By Michael Barker
In his December 2013 article published by The Real News as “Analysis of STRATFOR leaks misrepresents nonviolent movements,” professor Stephen Zunes correctly acknowledges the “inexcusable collaboration with the global intelligence company STRATFOR” undertaken by his former colleague, the Serbian activist Srdja Popovic. In retrospect Zunes observed, that: “Even prior to the recent revelations, Popovic’s activities were being increasingly recognized as problematic within the network of proponents of strategic nonviolent action, including many of us who had worked with him in the past.” Here Zunes might have been referring to my 2011 article “CANVAS[ing] for the nonviolent propaganda offensive,” but this seems unlikely, especially given the fact that in his latest article he chooses to falsely label me as being “notorious” for “conspiracy-mongering.”
Either way if criticism of Srdja Popovic were taken seriously amongst progressive circles committed to non-violence, I would imagine that it would have been a good idea for some of Zunes’ colleagues to publicly distance themselves from Popovic — a man that Zunes describes as a “left-of-center Serbian nationalist” who “believes more in himself more than any ideology…” I make this recommendation because Popovic is still included upon the advisory board of Waging Nonviolence, a web-based project (for which Zunes is a regular contributor) where our problematic friend Mr Popovic sits alongside a number of Zunes’ colleagues from the International Center on Nonviolent Conflict (ICNC).
Unfortunately, in spite of my ongoing dialogue with Zunes and his co-workers which go back to 2007, Zunes continues to misrepresent my carefully laid arguments. Thus vis-a-vis the ouster of Slobodan Milosevic in 2000, he says that my work downplays the Serbian uprisings indigenous roots. This simply is not true, as can be demonstrated by a quick perusal of the article he is referring to which I published through ZNet in 2006 as “Promoting polyarchy in Serbia.” Here Zunes repeats the tired refrain of accusing me of being “notorious” for “conspiracy-mongering”; an accusation I rebutted at-length in 2008.
Re-appropriating Zunes’ own mis-analysis of imperial interventions into the peace community: “It is unfortunate, therefore,” that his own contributions to the theorizing of nonviolence have been “so compromised by [his] lack of understanding of this phenomenon.” For a detailed outline of the resulting problems resulting from such a compromised analysis, see “Blinded by people power: Stephen Zunes on the ousting of dictators.”
All this is quite ironic given the well-established imperial connections of the International Center on Nonviolent Conflict (ICNC) whose academic advisory board Zunes has headed since 2006. We are after-all talking about a Center which is led and funded by a member of the ruling-class named Peter Ackerman, whose more anti-democratic activism I examined last year for Counterpunch; whose commitments to breaking unions in New York are ongoing, as are his efforts to escalate counterinsurgency operations in Iraq and Afghanistan. None of this implies that Peter Ackerman’s nonviolent activism is part of any sinister conspiracy. On the contrary he is quite open about it all; although it is rare that anyone draws attention to his shadowy hobbies.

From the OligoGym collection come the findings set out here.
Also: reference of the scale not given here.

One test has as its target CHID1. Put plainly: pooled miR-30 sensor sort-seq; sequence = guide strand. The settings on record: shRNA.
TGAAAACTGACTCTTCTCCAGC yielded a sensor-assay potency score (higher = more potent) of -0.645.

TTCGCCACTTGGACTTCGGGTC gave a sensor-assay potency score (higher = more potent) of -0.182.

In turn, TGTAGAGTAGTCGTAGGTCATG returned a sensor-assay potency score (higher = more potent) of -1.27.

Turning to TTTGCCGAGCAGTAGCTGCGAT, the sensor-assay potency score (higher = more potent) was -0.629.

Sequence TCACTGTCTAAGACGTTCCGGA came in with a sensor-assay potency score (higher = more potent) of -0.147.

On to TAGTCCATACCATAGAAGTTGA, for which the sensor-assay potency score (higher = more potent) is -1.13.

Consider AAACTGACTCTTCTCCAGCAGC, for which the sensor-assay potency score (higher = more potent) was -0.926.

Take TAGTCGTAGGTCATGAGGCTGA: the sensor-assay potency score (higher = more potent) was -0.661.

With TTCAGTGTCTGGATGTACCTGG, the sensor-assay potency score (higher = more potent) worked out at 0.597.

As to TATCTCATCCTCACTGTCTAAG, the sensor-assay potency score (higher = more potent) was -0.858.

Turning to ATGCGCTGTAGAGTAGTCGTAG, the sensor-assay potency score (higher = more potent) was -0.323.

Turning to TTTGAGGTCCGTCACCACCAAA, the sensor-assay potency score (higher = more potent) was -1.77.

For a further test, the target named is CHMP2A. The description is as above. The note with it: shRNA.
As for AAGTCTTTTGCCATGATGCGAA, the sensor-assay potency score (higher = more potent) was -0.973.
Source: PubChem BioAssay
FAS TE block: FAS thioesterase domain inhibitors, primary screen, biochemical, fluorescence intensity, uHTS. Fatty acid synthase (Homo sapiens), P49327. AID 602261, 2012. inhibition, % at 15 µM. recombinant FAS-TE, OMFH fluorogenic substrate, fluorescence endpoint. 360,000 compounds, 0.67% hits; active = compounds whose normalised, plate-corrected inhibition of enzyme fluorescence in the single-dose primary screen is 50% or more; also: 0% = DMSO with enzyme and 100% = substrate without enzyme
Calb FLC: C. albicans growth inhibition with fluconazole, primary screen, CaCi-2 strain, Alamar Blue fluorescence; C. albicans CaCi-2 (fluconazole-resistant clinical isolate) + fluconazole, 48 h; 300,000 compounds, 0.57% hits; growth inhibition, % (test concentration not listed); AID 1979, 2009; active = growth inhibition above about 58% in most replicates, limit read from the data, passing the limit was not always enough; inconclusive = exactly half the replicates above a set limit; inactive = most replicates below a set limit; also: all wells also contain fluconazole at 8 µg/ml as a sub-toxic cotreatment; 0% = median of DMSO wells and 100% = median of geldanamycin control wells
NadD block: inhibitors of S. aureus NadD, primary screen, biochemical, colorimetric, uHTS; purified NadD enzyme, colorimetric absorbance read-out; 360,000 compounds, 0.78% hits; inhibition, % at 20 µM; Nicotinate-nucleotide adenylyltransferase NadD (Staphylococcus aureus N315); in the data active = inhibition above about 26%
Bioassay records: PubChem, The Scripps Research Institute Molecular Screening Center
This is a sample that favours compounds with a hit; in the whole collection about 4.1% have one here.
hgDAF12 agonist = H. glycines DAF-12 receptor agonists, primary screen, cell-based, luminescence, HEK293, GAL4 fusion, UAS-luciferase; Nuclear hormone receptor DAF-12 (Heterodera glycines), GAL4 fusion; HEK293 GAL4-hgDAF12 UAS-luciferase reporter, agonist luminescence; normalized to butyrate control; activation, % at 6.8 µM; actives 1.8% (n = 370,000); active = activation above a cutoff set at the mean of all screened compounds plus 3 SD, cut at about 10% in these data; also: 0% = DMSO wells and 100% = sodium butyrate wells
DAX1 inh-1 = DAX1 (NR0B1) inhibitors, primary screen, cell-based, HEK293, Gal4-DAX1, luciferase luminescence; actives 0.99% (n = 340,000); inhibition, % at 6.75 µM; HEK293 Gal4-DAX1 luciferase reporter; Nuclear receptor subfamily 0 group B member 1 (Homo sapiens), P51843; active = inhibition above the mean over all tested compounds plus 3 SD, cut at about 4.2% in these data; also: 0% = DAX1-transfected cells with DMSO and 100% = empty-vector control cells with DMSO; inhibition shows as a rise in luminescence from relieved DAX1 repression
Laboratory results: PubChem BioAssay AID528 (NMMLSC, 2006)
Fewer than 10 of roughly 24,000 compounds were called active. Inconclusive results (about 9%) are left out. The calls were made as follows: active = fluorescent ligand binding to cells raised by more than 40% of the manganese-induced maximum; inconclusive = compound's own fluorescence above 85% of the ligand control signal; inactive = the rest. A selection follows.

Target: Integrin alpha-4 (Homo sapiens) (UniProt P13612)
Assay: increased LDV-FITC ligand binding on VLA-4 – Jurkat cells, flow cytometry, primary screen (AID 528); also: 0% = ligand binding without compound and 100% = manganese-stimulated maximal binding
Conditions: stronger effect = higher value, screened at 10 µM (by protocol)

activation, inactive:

Although it is perhaps pedantic, I would also like to add that my 2008 article about “democracy promotion” in Serbia was not self-published on the ZNet bloggers’ space as Zunes argues. In fact, this bloggers space did not even exist during the years in which I regularly submitted articles to ZNet, therefore all work was posted online with the support of one of ZNet’s editors. That said, major Z Magazine and Znet stalwart Edward S. Herman did post a detailed criticism of Zunes’ defence of imperial interests in his ZNet bloggers space in 2010: this must-read piece was simply titled “Reply to Stephen Zunes.”
Zunes concludes his article by drawing attention to an online petition he initiated in 2008 to address “a spate of bizarre conspiracy theories regarding nonviolent action theorist Gene Sharp…” At the time I was considered to be one of the primary instigators of such conspiracies, so in response I published “Sharp reflection warranted: nonviolence in the service of imperialism”; which in turn was followed by related criticisms from George Cicariello-Maher and Eva Golinger outlined in their excellent article “Debate on the Albert Einstein Institution and its involvement in Venezuela.” Sadly such reflections upon the troublesome relationship between imperialists and many well-meaning advocates of nonviolence has not been an issue that has been engaged with any vigour among many on the Liberal left — which is problematic to say the least. Nevertheless it is perfectly understandable why the ruling-class should seek to manipulate and intervene within progressive social movements, which makes it all the important that we discuss what actions we can take to protect our movements from such unwanted interventions.